In July 2020, the UK Government granted development consent for the re-opening of Manston Airport in Kent, closed since 2014. The developers, RiverOak Strategic Partners (RSP), plan a £300m investment to create an air freight hub along with passenger services and a business aviation operation. According to RSP, it would handle 10,000 air cargo movements by its sixth year.
The re-opening and expansion of the airport has generated considerable local controversy. However, in economic terms, there is a very strong case for a dedicated global air cargo hub for the UK. There are many reasons why.
Set against these arguments, questions remain over how long the economic downturn will continue, especially in the air passenger sector. With plenty of capacity at Heathrow, is an alternative needed? Perhaps not in the short term, but by 2023, when the airport may be operational, some of the congestion issues in the UK airport sector could have returned. Also, there is the issue of the poor road transport infrastructure which links the airport with London and the rest of the South East of England. This must be addressed if the airport’s developers are to tempt air cargo carriers and freight forwarders away from Heathrow. And not least, there is the issue of technology. The major airports have sophisticated airport cargo community systems, linking every part and player in the chain. Providing supply chain visibility will be a prerequisite if Manston Airport is to compete on the basis of efficiency.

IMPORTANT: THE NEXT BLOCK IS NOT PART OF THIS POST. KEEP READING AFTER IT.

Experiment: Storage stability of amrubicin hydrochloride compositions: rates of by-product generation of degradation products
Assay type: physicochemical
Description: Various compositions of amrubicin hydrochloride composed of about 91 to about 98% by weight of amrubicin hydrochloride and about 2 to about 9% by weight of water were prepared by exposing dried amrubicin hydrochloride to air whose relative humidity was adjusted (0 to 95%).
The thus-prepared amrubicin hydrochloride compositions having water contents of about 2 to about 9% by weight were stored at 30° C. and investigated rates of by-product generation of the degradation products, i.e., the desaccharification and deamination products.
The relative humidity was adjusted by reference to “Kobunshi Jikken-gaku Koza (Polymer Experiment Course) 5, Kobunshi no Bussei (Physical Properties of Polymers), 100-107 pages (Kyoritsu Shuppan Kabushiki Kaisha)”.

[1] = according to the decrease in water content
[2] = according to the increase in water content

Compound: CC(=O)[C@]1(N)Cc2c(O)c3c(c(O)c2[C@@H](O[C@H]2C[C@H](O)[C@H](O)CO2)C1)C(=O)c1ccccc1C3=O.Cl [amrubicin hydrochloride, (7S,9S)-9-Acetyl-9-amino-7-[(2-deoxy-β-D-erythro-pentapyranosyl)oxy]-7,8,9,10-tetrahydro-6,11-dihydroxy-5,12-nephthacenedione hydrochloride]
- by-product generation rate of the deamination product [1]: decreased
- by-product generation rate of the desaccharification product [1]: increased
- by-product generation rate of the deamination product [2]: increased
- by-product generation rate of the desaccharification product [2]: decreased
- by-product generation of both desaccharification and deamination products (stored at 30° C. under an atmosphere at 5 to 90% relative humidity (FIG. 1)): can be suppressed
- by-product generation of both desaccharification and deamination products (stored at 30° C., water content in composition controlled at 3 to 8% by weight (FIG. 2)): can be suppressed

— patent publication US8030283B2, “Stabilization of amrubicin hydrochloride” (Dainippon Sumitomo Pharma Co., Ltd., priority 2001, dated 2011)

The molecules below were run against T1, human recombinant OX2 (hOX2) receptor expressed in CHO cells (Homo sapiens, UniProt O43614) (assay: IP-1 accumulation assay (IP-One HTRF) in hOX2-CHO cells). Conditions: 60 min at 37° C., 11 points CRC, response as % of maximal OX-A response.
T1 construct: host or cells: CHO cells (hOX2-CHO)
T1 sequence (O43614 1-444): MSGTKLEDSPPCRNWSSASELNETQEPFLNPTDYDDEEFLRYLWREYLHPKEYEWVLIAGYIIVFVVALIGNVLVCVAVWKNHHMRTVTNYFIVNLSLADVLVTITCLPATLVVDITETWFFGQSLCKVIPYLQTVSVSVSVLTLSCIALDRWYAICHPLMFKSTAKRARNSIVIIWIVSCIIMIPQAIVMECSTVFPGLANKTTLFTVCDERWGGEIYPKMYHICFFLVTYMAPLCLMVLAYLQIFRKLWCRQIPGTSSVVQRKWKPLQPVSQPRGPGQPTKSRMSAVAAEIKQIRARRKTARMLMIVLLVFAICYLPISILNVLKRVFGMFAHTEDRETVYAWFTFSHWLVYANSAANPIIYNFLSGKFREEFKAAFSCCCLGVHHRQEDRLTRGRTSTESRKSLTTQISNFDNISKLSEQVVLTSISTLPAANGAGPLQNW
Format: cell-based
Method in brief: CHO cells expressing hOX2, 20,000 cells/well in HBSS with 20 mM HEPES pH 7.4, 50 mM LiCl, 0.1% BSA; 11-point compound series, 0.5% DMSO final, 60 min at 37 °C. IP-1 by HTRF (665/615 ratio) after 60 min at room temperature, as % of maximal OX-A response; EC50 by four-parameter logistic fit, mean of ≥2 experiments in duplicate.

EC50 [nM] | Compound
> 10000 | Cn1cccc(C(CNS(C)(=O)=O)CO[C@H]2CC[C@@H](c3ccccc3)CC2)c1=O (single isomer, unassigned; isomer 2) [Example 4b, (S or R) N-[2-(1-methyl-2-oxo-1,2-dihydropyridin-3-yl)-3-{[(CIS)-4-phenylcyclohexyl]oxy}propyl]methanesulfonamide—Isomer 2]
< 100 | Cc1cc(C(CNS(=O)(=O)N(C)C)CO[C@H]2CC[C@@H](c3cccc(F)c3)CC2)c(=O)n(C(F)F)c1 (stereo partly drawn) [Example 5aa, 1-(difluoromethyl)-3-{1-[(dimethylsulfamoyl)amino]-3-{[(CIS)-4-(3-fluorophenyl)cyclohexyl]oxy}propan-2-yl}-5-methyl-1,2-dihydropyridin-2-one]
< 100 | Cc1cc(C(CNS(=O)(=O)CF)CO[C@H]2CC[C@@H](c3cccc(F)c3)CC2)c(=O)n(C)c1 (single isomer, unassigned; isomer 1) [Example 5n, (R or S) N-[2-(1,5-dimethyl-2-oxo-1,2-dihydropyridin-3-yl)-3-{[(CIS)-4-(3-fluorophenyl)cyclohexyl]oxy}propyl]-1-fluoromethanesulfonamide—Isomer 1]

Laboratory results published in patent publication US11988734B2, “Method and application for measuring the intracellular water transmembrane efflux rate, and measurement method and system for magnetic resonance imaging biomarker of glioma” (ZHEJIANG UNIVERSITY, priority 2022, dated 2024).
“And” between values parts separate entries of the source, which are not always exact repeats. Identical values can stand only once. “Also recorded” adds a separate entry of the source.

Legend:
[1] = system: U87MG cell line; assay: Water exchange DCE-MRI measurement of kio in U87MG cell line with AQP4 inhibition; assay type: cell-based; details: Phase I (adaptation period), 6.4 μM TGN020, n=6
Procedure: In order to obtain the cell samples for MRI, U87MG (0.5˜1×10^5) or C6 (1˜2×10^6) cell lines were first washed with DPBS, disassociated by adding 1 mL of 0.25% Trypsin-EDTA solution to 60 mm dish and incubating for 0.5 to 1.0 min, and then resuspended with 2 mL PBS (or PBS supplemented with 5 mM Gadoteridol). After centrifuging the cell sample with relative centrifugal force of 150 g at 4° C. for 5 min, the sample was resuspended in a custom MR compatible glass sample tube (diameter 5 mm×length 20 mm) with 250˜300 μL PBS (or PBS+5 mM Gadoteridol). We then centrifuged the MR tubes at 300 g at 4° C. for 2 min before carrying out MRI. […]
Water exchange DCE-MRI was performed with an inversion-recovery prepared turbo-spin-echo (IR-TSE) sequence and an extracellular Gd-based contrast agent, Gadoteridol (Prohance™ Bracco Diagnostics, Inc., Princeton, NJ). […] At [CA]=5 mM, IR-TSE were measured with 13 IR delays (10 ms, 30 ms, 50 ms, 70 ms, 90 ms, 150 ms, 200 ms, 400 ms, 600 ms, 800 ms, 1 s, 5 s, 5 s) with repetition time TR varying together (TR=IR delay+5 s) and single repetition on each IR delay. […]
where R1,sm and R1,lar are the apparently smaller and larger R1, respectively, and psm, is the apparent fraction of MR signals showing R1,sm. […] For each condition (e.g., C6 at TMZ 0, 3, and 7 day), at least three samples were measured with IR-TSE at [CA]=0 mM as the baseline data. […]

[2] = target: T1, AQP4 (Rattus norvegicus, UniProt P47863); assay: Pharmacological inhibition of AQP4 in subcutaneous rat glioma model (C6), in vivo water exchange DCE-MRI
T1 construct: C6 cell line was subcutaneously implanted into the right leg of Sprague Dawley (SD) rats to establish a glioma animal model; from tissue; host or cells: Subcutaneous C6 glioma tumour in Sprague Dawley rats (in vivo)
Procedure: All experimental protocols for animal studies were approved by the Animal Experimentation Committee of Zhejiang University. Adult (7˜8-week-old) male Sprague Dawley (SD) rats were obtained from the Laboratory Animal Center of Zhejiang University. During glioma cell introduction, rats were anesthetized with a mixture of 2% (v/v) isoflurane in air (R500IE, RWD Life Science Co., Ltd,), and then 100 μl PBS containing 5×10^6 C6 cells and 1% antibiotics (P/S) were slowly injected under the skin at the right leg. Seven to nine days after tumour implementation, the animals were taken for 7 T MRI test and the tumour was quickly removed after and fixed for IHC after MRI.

The UK needs investment in its transport infrastructure if its economy is to remain competitive, especially post-Brexit. The development of Manston Airport as a new air freight hub would be a significant boost for the local and national economy. We have seen other air cargo-specialist hubs in Europe, such as Liege, prosper over the past few years. With the right level of private investment as well as support from government, there is no reason that Manston could not provide a feasible additional airport option for UK and even European shippers.
Source: Transport Intelligence, October 20, 2020
Author: John Manners-Bell
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